I’ve been playing around with some more of the new JSON features in Oracle Database 12c Release 2 (12.2).
The first thing I tried was the new PL/SQL support for the JSON functions and conditions that were introduced for SQL in 12.1. That was all pretty obvious.
Next I moved on to the new PL/SQL objects for JSON. These are essentially a replacement for APEX_JSON as far as generation and parsing of JSON data are concerned. If I’m honest I was kind-of confused by this stuff at first for a couple of reasons.
If you are coming to it with an APEX_JSON mindset it’s easy to miss the point. Once you “empty your cup” it’s pretty straight forward.
The documentation is pretty terrible at the moment. There are lots of mistakes. I tweeted about this the other day and some folks from the Oracle documentation team got back to me about it. I gave them some examples of the problems, so hopefully it will get cleaned up soon!
I was originally intending to write a single article covering both these JSON new features, but it got clumsy, so I separated them.
The second one isn’t much more than a glorified links page at the moment, but as I cover the remaining functionality it will either expand or contain more links depending on the nature of the new material. Big stuff will go in a separate article. Small stuff will be included in this one.
I also added a new section to this recent ORDS article, giving an example of handling the JSON payload using the new object types.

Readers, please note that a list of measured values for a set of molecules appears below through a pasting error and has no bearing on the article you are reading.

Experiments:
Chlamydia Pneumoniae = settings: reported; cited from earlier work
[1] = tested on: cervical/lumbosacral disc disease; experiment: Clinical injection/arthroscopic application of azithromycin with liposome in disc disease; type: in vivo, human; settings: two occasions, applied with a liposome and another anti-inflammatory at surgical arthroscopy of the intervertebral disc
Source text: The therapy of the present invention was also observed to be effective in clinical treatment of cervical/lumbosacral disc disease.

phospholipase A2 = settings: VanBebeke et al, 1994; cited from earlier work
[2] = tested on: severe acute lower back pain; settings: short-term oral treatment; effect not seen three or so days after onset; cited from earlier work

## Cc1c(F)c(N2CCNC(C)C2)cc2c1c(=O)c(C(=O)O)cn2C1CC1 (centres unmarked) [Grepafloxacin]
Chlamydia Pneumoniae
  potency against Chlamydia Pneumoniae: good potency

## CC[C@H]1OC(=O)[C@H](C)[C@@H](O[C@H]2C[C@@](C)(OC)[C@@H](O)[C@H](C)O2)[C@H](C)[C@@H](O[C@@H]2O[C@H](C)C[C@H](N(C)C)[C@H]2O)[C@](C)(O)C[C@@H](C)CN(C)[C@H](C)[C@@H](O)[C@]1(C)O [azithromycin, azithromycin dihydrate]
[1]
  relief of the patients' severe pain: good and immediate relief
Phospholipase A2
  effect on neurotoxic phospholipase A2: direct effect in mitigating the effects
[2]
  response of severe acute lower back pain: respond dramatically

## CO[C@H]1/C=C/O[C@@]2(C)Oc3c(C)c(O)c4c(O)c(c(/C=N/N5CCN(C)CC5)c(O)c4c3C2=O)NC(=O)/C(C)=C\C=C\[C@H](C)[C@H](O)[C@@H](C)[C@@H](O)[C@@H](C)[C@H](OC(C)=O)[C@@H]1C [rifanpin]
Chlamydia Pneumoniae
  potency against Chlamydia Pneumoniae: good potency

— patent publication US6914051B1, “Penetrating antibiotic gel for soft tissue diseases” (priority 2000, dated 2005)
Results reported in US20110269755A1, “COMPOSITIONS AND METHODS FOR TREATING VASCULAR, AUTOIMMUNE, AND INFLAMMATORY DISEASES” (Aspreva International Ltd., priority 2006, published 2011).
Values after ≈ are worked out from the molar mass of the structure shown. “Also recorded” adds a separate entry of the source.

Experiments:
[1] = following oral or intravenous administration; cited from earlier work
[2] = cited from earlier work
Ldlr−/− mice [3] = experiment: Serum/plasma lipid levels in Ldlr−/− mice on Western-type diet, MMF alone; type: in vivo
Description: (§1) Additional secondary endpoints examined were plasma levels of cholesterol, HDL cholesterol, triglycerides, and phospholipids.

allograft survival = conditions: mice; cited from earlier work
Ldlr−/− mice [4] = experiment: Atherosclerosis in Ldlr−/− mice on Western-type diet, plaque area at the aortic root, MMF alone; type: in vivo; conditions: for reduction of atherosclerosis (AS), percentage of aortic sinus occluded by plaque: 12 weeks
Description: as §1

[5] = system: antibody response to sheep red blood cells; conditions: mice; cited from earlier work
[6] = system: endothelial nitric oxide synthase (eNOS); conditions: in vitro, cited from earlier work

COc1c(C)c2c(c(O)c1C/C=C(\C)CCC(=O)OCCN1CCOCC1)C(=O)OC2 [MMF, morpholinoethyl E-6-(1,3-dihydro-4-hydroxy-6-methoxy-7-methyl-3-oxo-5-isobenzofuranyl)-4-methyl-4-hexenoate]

We publish a number of XML web services from the database using the PL/SQL web toolkit, as described here. In more recent times we’ve had a number of requirements for JSON web services, so we did what most people probably do and Googled for “json pl/sql” and got a link to PL/JSON.
I know about the support for JSON in 12c, but we are not on 12c for these projects and that’s more about consuming JSON, rather than publishing it.
People seemed reasonably happy with PL/JSON, so I thought no more about it. At the weekend, kind-of by accident, I came across the APEX_JSON package that comes as part of APEX 5 and thought, how could I have missed that?
This is not a slight against PL/JSON, but given the choice of using something built and supported by Oracle, that is already in the database (we have APEX 5 in most databases already) or loading something else, I tend to pick the Oracle method. Since then I’ve been having a play with APEX_JSON and I quite like it. Here’s what I wrote while I was playing with it.
If you have done anything with XML in PL/SQL, you should find it pretty simple.
I’m guessing this post will result in a few people saying, “What about ORDS?” Yes I know. Because of history we are still mostly using mod_plsql and OHS, but ORDS is on the horizon. Even so, we will probably continue to use APEX_JSON to do the donkey-work, and just use ORDS to front it.